Tag Archives: David Coates

Let’s Talk Civility, Shall We?

The Democrats’ Phil Scott playbook seems to consist of rolling over on their backs and begging for a belly scratch. This all-too-familiar pattern recurred this week, when the governor threatened to veto two very important bills on Tuesday… and then was welcomed as part of the Pat Leahy Statehouse lovefest on Wednesday.

I guess if someone tosses a couple of turds in your punchbowl, the appropriate response is to invite them back for High Tea the following day.

As for the governor, his schedule is arranged far in advance. He had to know before his Tuesday presser that he was going to share the stage on Wednesday with all the top Democrats… but nonetheless, he went ahead and trashed the Legislature’s budget and the hard-fought public sector pension reform plan.

Mr. Civility strikes again. And they let him get away with it. As usual.

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Nothing Definitive in First Congressional Campaign Finance Reports

This week brought the first glimpse of the money race for the Congressional seat being vacated by Senator-in-Waiting Peter Welch, as candidates were required to report fundraising and spending for the fourth quarter of 2021. The headlines predictably focused on the bottom line: “Gray Outpaces Balint in Early Fundraising,” said Seven Days. VTDigger, which threw in Welch’s total for good measure, topped its story with “Welch led 2021 fundraising in Senate race, Gray in House campaign.”

The accompanying reports were the usual surface-scratch that follows filing deadlines. Lead with the totals, list corporate contributions if any, tick off a few notable donors, and call it a day. Not blaming any reporters for this; it’s part of the job, and nobody in the political press has enough knowledge (or time) to dig deep into the numbers.

Including myself, I hasten to add. I’ve been following this game for more than a decade, and I’m still largely ignorant about the backstage world of state politics. But I can tell you what I think I think.

First, while Gray did raise substantially more than Senate President Pro Tem Becca Balint, the latter raised more than enough to be competitive. Plus, we won’t have a marker for Sen. Kesha Ram Hinsdale’s campaign until April because she didn’t launch her campaign until after the close of the fourth quarter. So the real headline, the politically meaningful headline, is that it’s too soon to tell much of anything. But that doesn’t exactly drive the ol’ SEO, does it?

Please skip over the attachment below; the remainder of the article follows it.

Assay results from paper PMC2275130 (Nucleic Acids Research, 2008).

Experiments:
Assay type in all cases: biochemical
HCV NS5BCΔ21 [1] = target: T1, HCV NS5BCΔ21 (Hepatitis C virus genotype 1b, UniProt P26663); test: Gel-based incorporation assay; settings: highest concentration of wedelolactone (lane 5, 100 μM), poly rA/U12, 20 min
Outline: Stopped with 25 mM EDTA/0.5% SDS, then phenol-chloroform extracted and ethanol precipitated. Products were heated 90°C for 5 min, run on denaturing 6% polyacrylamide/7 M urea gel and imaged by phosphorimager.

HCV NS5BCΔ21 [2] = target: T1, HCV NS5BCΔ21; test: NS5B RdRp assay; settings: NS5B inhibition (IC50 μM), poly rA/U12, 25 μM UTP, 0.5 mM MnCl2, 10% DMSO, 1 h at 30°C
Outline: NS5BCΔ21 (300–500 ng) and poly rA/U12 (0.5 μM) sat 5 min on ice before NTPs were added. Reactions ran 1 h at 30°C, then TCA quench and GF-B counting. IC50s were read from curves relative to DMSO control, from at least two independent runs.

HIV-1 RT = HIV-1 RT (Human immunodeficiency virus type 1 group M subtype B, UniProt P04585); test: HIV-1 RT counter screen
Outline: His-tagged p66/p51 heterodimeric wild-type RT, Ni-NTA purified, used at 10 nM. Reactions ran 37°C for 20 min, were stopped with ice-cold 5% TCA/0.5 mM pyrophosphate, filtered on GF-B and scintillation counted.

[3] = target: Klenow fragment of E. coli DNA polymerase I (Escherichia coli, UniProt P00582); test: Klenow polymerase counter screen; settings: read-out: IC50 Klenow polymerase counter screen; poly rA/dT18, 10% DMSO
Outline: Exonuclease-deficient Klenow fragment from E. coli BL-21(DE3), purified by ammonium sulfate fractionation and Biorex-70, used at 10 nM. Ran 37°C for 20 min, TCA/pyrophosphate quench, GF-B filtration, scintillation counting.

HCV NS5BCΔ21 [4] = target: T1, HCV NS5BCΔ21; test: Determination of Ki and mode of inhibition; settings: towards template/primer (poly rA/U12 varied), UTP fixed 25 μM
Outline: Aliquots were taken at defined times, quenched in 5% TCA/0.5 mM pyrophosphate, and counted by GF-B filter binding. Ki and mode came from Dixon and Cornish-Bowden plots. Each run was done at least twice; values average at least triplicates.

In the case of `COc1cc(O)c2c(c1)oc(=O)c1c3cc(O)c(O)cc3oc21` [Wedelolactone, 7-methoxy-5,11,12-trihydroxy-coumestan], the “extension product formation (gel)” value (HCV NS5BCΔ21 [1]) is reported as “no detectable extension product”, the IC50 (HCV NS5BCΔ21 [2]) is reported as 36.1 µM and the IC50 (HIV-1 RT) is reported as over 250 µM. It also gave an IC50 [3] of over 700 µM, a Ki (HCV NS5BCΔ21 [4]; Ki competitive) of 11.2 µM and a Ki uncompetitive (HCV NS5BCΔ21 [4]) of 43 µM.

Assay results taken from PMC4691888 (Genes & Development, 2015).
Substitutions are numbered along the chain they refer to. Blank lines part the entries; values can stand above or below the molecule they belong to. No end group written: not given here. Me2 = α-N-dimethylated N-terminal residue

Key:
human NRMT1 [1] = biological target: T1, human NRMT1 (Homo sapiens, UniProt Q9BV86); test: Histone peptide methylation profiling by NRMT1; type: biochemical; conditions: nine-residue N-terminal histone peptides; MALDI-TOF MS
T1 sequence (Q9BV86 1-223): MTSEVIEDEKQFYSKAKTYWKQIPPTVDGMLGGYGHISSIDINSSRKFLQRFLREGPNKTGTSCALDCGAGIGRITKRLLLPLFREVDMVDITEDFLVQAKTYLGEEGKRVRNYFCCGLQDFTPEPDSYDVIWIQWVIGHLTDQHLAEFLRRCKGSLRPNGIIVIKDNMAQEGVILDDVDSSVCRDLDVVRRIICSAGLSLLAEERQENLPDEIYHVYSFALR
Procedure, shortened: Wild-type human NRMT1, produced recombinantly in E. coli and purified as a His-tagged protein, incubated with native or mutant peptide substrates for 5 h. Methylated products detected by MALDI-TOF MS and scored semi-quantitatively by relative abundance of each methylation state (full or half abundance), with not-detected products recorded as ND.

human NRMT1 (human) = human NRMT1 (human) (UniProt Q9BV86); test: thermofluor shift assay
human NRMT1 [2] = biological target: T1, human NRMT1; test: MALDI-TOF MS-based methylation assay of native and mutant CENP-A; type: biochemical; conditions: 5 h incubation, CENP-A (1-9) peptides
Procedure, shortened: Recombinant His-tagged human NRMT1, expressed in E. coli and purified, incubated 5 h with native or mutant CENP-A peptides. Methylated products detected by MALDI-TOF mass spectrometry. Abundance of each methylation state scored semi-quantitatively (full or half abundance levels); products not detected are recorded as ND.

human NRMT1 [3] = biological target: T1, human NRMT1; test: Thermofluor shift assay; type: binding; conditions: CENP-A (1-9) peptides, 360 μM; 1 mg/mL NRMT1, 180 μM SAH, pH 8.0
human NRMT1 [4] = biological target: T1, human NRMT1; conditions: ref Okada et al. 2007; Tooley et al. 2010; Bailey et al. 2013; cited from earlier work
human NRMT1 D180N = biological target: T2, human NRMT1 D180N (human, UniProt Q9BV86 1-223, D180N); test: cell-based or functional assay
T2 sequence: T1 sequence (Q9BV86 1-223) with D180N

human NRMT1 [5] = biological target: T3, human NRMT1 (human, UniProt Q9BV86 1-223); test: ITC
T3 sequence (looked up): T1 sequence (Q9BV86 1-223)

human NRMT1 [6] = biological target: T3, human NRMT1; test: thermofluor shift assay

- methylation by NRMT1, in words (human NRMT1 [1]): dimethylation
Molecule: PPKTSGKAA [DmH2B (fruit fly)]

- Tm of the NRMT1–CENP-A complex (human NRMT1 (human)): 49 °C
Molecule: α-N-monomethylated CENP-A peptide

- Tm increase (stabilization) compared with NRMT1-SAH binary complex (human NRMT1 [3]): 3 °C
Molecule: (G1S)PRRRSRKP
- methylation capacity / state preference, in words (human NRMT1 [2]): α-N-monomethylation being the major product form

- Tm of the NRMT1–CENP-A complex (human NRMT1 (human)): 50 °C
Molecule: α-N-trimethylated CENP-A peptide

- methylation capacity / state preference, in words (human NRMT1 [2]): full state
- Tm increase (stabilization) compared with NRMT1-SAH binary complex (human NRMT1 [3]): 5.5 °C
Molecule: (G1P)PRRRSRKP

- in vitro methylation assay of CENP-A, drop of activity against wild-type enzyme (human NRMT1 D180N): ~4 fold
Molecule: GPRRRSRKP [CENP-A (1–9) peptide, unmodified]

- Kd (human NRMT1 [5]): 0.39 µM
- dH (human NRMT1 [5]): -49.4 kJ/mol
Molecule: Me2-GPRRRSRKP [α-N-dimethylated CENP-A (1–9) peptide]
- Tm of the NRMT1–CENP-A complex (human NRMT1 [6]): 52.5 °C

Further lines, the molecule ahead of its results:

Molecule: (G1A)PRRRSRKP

Bear in mind also that fundraising is only one indicator of a healthy campaign. If Balint’s got more volunteers or a stronger staff or a deeper statewide network, then she’s the true early leader. But campaign finance is the factor that’s visible from the outside, so it becomes the standard measure of a campaign’s success.

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Why Are Liberal PACs Giving Thousands to Beth Pearce?

Nothing against our incumbent state treasurer, but she’s sailing to re-election and a bunch of liberal PACs have just made big donations to her campaign. Sure, reward a faithful officeholder and all that, but she doesn’t need the money and she’s not spending the money.

Look: Her Republican opponent, Carolyn Branagan, has filed her October 15 campaign finance report — and it shows no activity whatsoever since the previous reporting deadline of October 1. No fundraising, no spending, nothing. Before that, Branagan’s campaign had been a low-budget affair largely funded by herself. She’d raised $26,000 including $20,000 from herself, and spent $18,000. Total. On a statewide campaign.

Pearce, meanwhile, had raised $25,000 and spent a little less than 10 grand as of October 1. Her opponent has essentially given up, she drew 68% of the vote in 2018 and hasn’t been seriously challenged since her first run for the office in 2012. If she has a pulse on November 3, she’s gonna win.

During this 15-day reporting period, the VT-NEA Fund for Children and Public Education gave Pearce the maximum $4,160. The VSEA PAC has donated $1,500. VPIRG Votes chipped in $400. And she got $250 apiece from the Professional Firefighters of Vermont and the Vermont Building Trades PAC.

(She’s also received $2,000 from Emily’s List, but those are pass-through contributions from individuals giving to Pearce through the List. No conscious effort on Emily’s part.)

This shouldn’t really bother me, but it does. I mean, why?

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